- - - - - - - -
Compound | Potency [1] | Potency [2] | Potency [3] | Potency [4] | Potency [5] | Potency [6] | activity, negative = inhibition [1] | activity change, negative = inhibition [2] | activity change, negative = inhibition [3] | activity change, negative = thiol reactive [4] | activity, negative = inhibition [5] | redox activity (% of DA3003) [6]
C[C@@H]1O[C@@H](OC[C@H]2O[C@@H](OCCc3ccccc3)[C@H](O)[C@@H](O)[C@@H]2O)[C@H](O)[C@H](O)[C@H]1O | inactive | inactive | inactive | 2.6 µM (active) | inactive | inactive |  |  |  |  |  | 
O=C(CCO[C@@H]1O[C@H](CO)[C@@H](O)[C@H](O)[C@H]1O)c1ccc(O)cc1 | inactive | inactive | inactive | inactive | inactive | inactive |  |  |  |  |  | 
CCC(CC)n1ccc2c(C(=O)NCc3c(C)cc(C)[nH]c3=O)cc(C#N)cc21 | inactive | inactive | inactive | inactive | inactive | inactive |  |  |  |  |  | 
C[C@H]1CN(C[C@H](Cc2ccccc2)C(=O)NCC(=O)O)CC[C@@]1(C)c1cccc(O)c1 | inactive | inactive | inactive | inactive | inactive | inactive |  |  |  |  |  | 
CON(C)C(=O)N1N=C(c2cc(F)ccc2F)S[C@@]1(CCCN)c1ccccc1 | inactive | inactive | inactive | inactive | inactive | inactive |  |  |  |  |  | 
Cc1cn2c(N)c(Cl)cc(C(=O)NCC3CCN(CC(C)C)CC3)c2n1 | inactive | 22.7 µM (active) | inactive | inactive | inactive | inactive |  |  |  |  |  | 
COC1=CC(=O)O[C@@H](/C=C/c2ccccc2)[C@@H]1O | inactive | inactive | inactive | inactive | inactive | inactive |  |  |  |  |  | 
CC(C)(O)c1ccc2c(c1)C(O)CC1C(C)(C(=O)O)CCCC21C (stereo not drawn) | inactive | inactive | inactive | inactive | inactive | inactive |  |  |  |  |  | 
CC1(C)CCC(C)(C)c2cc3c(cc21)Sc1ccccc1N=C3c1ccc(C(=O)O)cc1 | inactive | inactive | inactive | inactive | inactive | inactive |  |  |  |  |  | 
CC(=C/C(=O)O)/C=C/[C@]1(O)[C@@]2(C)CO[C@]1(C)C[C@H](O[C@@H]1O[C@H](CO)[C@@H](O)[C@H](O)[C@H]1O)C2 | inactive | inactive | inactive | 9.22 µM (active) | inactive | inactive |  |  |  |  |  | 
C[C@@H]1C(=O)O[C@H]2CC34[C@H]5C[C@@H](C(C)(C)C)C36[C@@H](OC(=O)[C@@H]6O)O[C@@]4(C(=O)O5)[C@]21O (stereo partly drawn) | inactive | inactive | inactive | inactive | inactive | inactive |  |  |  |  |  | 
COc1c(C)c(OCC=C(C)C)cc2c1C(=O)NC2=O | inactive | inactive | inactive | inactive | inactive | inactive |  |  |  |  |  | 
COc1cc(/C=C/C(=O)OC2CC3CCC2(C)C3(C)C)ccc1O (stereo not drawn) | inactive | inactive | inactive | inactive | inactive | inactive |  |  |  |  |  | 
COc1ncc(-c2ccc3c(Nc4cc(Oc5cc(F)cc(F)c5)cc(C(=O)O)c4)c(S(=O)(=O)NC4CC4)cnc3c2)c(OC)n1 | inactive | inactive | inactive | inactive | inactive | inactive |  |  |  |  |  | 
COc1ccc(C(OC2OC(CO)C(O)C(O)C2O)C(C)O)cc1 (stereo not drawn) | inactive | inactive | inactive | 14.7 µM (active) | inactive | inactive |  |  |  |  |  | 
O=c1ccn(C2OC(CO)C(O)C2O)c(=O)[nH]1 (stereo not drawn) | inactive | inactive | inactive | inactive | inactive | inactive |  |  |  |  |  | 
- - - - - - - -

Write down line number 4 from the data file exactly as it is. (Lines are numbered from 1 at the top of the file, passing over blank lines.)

CCC(CC)n1ccc2c(C(=O)NCc3c(C)cc(C)[nH]c3=O)cc(C#N)cc21 | inactive | inactive | inactive | inactive | inactive | inactive |  |  |  |  |  | 